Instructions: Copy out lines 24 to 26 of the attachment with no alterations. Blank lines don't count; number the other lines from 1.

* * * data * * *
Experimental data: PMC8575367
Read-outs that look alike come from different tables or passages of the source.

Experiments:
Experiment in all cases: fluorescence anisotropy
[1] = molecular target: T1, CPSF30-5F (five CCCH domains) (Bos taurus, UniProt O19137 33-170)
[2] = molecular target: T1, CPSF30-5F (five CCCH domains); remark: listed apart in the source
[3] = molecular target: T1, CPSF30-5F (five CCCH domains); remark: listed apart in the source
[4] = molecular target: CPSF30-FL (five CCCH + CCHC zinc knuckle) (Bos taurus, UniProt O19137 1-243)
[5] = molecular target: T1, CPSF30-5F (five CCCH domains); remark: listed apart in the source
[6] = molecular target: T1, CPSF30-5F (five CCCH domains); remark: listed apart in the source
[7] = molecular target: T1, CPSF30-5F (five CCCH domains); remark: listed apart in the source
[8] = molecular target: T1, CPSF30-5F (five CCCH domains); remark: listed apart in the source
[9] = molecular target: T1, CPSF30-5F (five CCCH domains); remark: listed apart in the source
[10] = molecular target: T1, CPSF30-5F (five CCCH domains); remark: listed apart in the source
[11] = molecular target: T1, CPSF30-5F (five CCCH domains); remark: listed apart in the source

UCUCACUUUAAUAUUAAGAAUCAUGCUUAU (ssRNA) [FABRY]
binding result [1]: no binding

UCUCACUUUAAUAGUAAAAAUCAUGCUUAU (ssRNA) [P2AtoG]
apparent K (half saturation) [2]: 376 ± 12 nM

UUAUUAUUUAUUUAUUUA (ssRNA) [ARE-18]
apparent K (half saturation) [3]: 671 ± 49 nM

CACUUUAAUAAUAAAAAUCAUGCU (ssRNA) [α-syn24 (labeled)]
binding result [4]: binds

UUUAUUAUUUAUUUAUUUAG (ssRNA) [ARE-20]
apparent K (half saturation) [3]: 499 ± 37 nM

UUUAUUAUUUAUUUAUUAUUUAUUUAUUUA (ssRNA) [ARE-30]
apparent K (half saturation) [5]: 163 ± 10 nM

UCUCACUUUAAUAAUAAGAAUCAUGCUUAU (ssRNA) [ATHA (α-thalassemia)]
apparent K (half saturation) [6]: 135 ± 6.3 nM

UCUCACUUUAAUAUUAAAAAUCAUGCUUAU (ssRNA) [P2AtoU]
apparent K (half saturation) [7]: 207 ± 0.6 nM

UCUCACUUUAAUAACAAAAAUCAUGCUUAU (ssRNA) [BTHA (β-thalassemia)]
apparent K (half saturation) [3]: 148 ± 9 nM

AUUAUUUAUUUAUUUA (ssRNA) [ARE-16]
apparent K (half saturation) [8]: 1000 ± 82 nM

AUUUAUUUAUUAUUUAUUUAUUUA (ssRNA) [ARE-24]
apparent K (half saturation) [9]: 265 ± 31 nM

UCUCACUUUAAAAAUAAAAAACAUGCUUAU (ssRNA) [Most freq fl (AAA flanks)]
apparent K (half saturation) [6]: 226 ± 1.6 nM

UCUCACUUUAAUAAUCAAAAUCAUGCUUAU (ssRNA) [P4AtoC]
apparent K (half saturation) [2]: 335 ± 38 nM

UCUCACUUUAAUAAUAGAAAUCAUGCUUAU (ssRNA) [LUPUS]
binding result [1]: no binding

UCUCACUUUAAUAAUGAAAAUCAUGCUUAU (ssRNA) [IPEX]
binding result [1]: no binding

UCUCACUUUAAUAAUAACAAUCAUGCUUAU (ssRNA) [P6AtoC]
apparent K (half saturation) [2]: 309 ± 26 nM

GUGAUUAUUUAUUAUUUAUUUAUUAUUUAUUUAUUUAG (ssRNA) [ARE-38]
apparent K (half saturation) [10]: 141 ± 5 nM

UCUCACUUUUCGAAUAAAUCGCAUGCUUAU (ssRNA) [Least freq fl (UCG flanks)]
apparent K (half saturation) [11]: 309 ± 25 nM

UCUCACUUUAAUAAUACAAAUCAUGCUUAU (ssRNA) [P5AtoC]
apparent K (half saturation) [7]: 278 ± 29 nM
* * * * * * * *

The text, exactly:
UUUAUUAUUUAUUUAUUUAG (ssRNA) [ARE-20]
apparent K (half saturation) [3]: 499 ± 37 nM

UUUAUUAUUUAUUUAUUAUUUAUUUAUUUA (ssRNA) [ARE-30]